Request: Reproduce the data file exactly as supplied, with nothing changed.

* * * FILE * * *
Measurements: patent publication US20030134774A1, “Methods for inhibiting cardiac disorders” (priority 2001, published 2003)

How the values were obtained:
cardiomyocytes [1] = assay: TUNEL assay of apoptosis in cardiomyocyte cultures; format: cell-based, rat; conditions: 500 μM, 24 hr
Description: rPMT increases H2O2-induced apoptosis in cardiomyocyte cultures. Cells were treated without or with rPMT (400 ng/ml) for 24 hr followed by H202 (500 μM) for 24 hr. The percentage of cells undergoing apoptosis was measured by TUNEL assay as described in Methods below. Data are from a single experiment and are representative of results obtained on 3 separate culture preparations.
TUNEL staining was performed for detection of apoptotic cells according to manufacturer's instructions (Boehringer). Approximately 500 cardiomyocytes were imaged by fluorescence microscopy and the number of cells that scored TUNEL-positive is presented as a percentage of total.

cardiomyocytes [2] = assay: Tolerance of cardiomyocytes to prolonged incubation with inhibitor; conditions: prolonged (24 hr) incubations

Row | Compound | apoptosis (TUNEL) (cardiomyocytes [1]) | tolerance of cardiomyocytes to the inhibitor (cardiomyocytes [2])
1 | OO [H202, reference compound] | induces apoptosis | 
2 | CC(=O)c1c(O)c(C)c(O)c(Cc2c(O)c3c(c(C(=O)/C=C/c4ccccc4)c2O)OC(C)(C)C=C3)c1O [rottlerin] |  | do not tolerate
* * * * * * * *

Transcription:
Measurements: patent publication US20030134774A1, “Methods for inhibiting cardiac disorders” (priority 2001, published 2003)

How the values were obtained:
cardiomyocytes [1] = assay: TUNEL assay of apoptosis in cardiomyocyte cultures; format: cell-based, rat; conditions: 500 μM, 24 hr
Description: rPMT increases H2O2-induced apoptosis in cardiomyocyte cultures. Cells were treated without or with rPMT (400 ng/ml) for 24 hr followed by H202 (500 μM) for 24 hr. The percentage of cells undergoing apoptosis was measured by TUNEL assay as described in Methods below. Data are from a single experiment and are representative of results obtained on 3 separate culture preparations.
TUNEL staining was performed for detection of apoptotic cells according to manufacturer's instructions (Boehringer). Approximately 500 cardiomyocytes were imaged by fluorescence microscopy and the number of cells that scored TUNEL-positive is presented as a percentage of total.

cardiomyocytes [2] = assay: Tolerance of cardiomyocytes to prolonged incubation with inhibitor; conditions: prolonged (24 hr) incubations

Row | Compound | apoptosis (TUNEL) (cardiomyocytes [1]) | tolerance of cardiomyocytes to the inhibitor (cardiomyocytes [2])
1 | OO [H202, reference compound] | induces apoptosis | 
2 | CC(=O)c1c(O)c(C)c(O)c(Cc2c(O)c3c(c(C(=O)/C=C/c4ccccc4)c2O)OC(C)(C)C=C3)c1O [rottlerin] |  | do not tolerate